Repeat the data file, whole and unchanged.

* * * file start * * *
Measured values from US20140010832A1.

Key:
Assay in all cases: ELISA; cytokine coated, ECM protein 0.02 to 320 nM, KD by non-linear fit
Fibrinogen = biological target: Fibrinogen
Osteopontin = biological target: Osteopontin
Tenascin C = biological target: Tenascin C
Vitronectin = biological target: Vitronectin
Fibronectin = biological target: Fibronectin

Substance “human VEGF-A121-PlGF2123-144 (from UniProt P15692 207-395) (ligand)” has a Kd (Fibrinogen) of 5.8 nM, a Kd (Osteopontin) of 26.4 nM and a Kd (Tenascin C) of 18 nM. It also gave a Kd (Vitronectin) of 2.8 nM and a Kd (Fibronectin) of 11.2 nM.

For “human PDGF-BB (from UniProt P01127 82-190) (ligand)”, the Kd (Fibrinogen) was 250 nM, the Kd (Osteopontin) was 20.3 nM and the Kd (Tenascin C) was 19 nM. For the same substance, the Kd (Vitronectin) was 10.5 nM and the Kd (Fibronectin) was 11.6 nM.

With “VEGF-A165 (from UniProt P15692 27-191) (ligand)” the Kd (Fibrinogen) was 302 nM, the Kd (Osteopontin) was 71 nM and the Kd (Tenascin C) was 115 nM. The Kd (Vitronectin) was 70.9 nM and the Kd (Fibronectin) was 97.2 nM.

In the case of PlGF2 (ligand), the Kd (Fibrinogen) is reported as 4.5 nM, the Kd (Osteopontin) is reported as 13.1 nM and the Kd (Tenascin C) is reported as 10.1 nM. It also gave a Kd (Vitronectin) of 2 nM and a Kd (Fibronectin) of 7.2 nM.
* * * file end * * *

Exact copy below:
Measured values from US20140010832A1.

Key:
Assay in all cases: ELISA; cytokine coated, ECM protein 0.02 to 320 nM, KD by non-linear fit
Fibrinogen = biological target: Fibrinogen
Osteopontin = biological target: Osteopontin
Tenascin C = biological target: Tenascin C
Vitronectin = biological target: Vitronectin
Fibronectin = biological target: Fibronectin

Substance “human VEGF-A121-PlGF2123-144 (from UniProt P15692 207-395) (ligand)” has a Kd (Fibrinogen) of 5.8 nM, a Kd (Osteopontin) of 26.4 nM and a Kd (Tenascin C) of 18 nM. It also gave a Kd (Vitronectin) of 2.8 nM and a Kd (Fibronectin) of 11.2 nM.

For “human PDGF-BB (from UniProt P01127 82-190) (ligand)”, the Kd (Fibrinogen) was 250 nM, the Kd (Osteopontin) was 20.3 nM and the Kd (Tenascin C) was 19 nM. For the same substance, the Kd (Vitronectin) was 10.5 nM and the Kd (Fibronectin) was 11.6 nM.

With “VEGF-A165 (from UniProt P15692 27-191) (ligand)” the Kd (Fibrinogen) was 302 nM, the Kd (Osteopontin) was 71 nM and the Kd (Tenascin C) was 115 nM. The Kd (Vitronectin) was 70.9 nM and the Kd (Fibronectin) was 97.2 nM.

In the case of PlGF2 (ligand), the Kd (Fibrinogen) is reported as 4.5 nM, the Kd (Osteopontin) is reported as 13.1 nM and the Kd (Tenascin C) is reported as 10.1 nM. It also gave a Kd (Vitronectin) of 2 nM and a Kd (Fibronectin) of 7.2 nM.